Alexander Zonjic to play at jazz seriesWritten by Betsy Woodruff | | firstname.lastname@example.org
A complete stranger helped propel Alexander Zonjic into a successful career as a jazz flutist. He walked up to Zonjic on the street and offered to sell him a flute.
“He was just some guy,” said Zonjic, who was 21 at the time.
He had already made a name for himself as a guitarist in a rock band and was visiting his parents in his hometown of Windsor, Ontario.
The man wanted $50 for the flute, but Zonjic only had $9. That was good enough, and he bought the flute.
Zonjic said he had no aptitude for playing the flute, adding that it is a difficult instrument to produce any sound on. But he wanted to master it.
“All of a sudden, I was obsessed with studying and obsessed with practicing,” he said.
Eight months later, he successfully auditioned for the University of Windsor’s music program and studied the flute there. He fell in love with playing classical music.
Zonjic grew up in a poor, working class family in downtown Windsor. Both of his parents emigrated from Europe in the early 50s. His father doubted his ability to support himself by playing music, but his mother encouraged him to do what he loved.
None of his family members were professional musicians, though he had an uncle who played several instruments by ear, including the accordion. He said he thought it is likely musical talent runs in his family, but none of his family members had the luxury to pursue it.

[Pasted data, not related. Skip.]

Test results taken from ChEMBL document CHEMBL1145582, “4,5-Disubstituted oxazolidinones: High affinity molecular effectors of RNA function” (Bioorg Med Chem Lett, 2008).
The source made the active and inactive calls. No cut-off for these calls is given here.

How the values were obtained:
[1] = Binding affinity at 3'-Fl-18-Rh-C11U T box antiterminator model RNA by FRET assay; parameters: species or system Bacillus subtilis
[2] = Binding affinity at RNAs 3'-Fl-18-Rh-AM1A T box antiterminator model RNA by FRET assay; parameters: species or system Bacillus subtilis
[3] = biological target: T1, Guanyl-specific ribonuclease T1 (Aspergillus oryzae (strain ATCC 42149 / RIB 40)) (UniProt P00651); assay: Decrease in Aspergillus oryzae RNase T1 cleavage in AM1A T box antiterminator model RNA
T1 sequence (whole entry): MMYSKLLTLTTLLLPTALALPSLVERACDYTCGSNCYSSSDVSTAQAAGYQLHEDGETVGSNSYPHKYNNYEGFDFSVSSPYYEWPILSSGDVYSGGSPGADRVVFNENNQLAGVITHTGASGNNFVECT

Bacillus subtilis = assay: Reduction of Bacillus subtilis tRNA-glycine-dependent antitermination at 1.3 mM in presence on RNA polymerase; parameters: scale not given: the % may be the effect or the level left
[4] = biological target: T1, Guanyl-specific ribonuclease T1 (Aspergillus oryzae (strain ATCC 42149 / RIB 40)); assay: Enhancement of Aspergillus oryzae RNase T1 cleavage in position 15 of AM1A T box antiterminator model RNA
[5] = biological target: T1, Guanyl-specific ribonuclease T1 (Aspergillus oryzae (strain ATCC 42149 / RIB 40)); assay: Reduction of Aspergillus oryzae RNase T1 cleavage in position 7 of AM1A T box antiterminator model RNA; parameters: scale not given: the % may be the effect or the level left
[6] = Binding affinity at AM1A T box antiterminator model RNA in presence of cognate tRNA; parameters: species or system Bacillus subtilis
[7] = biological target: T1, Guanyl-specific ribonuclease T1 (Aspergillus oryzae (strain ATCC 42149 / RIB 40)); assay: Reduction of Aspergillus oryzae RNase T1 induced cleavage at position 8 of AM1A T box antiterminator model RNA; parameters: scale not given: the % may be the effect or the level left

John Patterson, producer of the River Raisin Jazz Festival and president of the Monroe County Convention and Tourism Bureau, said that Zonjic was found by jazz legend Bob James at Baker’s Keyboard Lounge in Detroit. The two toured around the world together for a decade.
Since then, Patterson said that Zonjic has performed with some of the greatest musicians alive, including Kenny G, Jeff Lorber, Rick Braun, and Earl Klugh.
He has had a successful solo career, Patterson said. Zonjic has performed at Carnegie Hall, been a soloist for the Detroit Symphony Orchestra, and released 12 solo albums. He is also the artistic director for a number of music festivals, including the River Raisin Jazz Festival in Monroe and Jazz on the River in Trenton, Mich. He also has his own syndicated radio show.
He said aspiring musicians should expect to work hard.
“On a lot of levels, we don’t consider it a real job,” he said. “It’s your passion; it’s what you love to do. You can avoid a real job. You can’t avoid real work. Most people who love what they do are working three times harder than anybody.”
He added that while many people are naturally musically talented, those who work hard are more likely by far to have successful careers in the business.
“At some point, you need to lock yourself up and learn how to play,” he said.
He has been performing in Toledo for years said he loves playing here.
“It’s one of the great old music cities; it’s got a great heritage,” he said.
He will perform for the Maumee River Jazz Series presented by Old Navy Bistro on June 16.